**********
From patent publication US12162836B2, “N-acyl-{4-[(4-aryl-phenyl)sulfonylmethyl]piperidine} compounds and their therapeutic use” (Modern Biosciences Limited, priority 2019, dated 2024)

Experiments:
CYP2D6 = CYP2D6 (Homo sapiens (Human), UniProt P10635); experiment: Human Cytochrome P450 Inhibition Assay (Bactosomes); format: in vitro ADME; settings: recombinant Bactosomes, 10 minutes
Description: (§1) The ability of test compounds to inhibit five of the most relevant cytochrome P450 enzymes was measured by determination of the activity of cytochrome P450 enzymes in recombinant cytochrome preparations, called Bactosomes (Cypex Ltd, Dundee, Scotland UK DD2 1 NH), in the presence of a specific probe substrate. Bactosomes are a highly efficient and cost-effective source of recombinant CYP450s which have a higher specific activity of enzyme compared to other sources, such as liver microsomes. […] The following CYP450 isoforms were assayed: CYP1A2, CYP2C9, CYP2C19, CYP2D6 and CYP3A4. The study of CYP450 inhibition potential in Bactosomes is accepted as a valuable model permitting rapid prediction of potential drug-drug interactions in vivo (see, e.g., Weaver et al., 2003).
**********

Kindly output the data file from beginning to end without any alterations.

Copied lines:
From patent publication US12162836B2, “N-acyl-{4-[(4-aryl-phenyl)sulfonylmethyl]piperidine} compounds and their therapeutic use” (Modern Biosciences Limited, priority 2019, dated 2024)

Experiments:
CYP2D6 = CYP2D6 (Homo sapiens (Human), UniProt P10635); experiment: Human Cytochrome P450 Inhibition Assay (Bactosomes); format: in vitro ADME; settings: recombinant Bactosomes, 10 minutes
Description: (§1) The ability of test compounds to inhibit five of the most relevant cytochrome P450 enzymes was measured by determination of the activity of cytochrome P450 enzymes in recombinant cytochrome preparations, called Bactosomes (Cypex Ltd, Dundee, Scotland UK DD2 1 NH), in the presence of a specific probe substrate. Bactosomes are a highly efficient and cost-effective source of recombinant CYP450s which have a higher specific activity of enzyme compared to other sources, such as liver microsomes. […] The following CYP450 isoforms were assayed: CYP1A2, CYP2C9, CYP2C19, CYP2D6 and CYP3A4. The study of CYP450 inhibition potential in Bactosomes is accepted as a valuable model permitting rapid prediction of potential drug-drug interactions in vivo (see, e.g., Weaver et al., 2003).